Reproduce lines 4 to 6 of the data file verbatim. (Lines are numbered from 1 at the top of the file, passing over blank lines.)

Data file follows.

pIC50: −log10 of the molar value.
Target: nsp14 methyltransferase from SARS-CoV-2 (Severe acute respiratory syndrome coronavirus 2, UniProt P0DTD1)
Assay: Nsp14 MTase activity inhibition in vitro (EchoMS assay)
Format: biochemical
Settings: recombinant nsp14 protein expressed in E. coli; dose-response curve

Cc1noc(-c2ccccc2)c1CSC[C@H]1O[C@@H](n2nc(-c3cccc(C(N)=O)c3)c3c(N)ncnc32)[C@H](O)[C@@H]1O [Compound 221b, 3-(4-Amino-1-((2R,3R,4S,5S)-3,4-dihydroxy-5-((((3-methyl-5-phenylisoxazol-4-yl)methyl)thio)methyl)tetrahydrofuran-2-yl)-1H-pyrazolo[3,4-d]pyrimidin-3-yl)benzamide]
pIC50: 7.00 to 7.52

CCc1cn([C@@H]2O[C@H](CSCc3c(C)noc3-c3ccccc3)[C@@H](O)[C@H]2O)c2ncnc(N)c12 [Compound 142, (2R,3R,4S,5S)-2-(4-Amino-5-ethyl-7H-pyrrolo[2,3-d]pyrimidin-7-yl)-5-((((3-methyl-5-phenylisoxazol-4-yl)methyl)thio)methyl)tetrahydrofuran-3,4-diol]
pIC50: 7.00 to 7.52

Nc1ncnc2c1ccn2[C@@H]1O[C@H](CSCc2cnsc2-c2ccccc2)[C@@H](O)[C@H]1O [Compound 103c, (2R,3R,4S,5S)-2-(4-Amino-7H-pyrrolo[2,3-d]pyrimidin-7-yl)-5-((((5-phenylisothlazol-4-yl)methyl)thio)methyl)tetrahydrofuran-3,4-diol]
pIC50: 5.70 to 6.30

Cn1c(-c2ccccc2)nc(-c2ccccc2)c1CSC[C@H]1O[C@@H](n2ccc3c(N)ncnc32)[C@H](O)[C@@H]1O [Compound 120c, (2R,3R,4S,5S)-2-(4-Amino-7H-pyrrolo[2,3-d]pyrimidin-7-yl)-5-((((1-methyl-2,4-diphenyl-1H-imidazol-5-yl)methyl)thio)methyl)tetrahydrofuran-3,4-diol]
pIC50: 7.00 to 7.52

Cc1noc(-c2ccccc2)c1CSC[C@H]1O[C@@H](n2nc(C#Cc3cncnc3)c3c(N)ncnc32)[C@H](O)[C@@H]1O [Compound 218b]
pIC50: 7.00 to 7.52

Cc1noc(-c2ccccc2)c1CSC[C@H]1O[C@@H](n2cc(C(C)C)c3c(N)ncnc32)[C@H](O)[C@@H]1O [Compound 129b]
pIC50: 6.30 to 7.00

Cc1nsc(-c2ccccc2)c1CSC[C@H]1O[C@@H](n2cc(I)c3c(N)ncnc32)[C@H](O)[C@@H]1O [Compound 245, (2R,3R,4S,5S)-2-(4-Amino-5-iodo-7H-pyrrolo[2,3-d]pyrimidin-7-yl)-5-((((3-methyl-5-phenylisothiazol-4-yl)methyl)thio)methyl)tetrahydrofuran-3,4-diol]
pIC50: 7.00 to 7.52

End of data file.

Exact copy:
Format: biochemical
Settings: recombinant nsp14 protein expressed in E. coli; dose-response curve

Cc1noc(-c2ccccc2)c1CSC[C@H]1O[C@@H](n2nc(-c3cccc(C(N)=O)c3)c3c(N)ncnc32)[C@H](O)[C@@H]1O [Compound 221b, 3-(4-Amino-1-((2R,3R,4S,5S)-3,4-dihydroxy-5-((((3-methyl-5-phenylisoxazol-4-yl)methyl)thio)methyl)tetrahydrofuran-2-yl)-1H-pyrazolo[3,4-d]pyrimidin-3-yl)benzamide]